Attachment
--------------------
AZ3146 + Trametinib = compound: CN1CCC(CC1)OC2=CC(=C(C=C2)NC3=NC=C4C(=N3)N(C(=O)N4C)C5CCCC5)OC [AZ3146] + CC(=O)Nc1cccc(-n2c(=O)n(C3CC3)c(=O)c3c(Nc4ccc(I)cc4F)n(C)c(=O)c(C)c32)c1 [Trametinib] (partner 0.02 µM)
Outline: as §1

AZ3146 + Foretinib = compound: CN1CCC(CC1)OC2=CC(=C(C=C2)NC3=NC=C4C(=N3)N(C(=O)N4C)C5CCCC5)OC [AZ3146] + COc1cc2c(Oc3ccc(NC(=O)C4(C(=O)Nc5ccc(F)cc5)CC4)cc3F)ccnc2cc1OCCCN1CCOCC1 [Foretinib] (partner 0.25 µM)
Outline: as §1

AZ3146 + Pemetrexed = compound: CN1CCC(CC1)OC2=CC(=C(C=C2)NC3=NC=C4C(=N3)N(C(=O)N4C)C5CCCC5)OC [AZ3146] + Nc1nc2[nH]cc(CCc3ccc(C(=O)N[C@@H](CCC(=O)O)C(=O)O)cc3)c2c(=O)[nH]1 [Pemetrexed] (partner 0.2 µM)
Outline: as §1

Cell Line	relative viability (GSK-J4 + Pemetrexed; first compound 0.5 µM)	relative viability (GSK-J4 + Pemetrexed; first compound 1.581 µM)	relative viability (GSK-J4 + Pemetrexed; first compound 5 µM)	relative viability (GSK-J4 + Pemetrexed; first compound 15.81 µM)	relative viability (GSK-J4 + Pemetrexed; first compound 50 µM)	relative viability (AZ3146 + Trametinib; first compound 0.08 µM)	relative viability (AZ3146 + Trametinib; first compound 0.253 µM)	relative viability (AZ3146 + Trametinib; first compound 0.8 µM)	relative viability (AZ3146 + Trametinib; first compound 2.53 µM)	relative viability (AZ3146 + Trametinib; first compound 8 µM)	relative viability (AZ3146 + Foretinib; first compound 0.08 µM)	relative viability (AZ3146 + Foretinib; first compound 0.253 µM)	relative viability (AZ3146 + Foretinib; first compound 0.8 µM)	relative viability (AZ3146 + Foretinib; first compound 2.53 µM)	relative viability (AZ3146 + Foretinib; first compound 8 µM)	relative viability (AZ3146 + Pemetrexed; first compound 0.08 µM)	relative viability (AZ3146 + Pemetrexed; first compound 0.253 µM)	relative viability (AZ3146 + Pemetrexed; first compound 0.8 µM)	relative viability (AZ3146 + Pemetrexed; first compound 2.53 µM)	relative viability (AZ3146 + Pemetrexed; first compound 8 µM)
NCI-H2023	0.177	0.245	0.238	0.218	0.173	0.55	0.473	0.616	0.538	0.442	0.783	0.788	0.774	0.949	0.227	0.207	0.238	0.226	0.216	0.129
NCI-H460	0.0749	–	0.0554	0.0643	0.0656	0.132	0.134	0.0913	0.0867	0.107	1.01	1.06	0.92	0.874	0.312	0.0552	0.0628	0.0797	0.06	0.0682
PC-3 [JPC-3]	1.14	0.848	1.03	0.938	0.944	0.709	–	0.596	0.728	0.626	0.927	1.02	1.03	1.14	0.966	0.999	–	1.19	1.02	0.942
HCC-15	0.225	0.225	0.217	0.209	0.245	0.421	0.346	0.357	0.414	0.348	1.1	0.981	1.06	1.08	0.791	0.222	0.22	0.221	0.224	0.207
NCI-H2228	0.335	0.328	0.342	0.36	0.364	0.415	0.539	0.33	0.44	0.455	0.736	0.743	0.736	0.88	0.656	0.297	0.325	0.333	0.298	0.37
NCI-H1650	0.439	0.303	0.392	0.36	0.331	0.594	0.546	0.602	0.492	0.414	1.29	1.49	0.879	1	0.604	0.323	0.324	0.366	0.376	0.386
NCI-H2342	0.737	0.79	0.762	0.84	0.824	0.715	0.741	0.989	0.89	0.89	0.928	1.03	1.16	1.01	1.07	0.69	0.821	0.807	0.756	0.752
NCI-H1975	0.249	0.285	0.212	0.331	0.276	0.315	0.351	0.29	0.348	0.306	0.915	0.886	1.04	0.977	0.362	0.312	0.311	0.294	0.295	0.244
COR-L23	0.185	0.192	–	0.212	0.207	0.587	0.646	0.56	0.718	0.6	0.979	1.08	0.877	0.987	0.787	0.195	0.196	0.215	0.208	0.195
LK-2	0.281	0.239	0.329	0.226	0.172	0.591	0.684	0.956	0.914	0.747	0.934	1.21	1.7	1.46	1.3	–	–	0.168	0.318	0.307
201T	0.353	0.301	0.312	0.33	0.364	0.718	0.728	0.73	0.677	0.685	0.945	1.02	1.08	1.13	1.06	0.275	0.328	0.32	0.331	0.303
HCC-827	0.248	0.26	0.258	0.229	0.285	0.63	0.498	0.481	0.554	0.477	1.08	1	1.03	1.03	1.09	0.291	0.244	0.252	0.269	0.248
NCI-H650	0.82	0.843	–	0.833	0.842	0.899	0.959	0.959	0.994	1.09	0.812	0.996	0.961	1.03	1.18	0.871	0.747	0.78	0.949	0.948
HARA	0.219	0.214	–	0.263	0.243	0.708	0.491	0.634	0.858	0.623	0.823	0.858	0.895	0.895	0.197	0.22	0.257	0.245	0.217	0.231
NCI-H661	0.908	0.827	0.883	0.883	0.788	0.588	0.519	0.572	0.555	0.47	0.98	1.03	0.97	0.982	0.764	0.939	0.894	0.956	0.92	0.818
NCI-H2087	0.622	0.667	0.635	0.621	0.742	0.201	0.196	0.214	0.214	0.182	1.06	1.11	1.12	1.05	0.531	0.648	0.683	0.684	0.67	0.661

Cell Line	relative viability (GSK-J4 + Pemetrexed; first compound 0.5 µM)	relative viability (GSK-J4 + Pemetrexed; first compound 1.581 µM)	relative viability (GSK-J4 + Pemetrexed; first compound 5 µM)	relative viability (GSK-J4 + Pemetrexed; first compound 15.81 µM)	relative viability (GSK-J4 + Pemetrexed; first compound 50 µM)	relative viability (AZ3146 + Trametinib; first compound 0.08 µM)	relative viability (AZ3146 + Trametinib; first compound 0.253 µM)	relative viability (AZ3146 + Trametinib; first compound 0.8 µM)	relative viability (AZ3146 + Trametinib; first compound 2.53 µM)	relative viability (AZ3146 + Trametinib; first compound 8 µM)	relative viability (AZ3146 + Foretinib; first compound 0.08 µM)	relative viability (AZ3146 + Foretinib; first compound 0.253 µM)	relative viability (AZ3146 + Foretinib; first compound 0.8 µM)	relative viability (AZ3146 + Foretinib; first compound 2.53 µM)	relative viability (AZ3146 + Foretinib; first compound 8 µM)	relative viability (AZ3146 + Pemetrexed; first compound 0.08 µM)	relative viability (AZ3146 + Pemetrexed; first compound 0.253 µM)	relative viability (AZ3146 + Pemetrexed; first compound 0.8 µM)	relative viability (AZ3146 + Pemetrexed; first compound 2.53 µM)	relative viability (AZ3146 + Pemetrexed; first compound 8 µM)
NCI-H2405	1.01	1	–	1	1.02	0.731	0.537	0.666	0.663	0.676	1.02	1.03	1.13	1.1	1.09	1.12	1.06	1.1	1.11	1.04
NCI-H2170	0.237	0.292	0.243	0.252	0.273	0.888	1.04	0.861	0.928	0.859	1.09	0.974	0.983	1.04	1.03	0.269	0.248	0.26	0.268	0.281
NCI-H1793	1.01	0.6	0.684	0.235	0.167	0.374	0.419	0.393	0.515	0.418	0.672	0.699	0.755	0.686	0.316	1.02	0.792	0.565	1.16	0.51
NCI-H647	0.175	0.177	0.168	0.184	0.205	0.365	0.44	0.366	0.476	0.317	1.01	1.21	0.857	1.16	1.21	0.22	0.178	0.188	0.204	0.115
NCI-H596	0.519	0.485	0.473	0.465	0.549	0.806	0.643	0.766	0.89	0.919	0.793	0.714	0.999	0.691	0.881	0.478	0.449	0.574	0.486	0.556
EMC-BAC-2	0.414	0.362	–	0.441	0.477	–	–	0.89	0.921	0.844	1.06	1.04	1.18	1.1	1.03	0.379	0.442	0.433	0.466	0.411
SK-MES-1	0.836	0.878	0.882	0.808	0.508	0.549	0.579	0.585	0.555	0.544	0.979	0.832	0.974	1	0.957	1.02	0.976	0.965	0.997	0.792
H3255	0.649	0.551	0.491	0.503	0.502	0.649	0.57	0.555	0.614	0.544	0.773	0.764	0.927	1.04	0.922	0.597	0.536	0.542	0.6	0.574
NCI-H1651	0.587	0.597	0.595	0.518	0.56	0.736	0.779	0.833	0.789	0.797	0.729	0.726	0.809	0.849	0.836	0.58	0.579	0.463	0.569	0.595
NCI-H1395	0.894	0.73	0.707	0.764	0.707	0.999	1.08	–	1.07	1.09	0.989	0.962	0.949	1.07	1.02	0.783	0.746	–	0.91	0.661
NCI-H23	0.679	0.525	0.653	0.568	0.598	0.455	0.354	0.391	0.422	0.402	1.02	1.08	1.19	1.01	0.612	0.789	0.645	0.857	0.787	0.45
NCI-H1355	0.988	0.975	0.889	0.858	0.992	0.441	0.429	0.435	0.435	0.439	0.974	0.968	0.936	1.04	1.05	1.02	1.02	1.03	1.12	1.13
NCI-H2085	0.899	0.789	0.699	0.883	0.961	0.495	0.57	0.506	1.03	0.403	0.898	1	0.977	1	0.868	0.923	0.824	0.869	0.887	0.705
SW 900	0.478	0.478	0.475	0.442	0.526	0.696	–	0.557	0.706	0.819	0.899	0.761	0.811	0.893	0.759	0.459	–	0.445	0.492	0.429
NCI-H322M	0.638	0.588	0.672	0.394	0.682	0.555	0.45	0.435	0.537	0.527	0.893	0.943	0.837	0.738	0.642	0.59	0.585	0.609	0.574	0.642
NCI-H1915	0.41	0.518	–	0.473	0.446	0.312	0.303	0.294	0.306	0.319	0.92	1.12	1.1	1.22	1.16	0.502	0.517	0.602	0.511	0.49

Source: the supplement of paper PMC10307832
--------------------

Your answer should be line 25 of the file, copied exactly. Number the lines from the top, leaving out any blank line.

NCI-H2405	1.01	1	–	1	1.02	0.731	0.537	0.666	0.663	0.676	1.02	1.03	1.13	1.1	1.09	1.12	1.06	1.1	1.11	1.04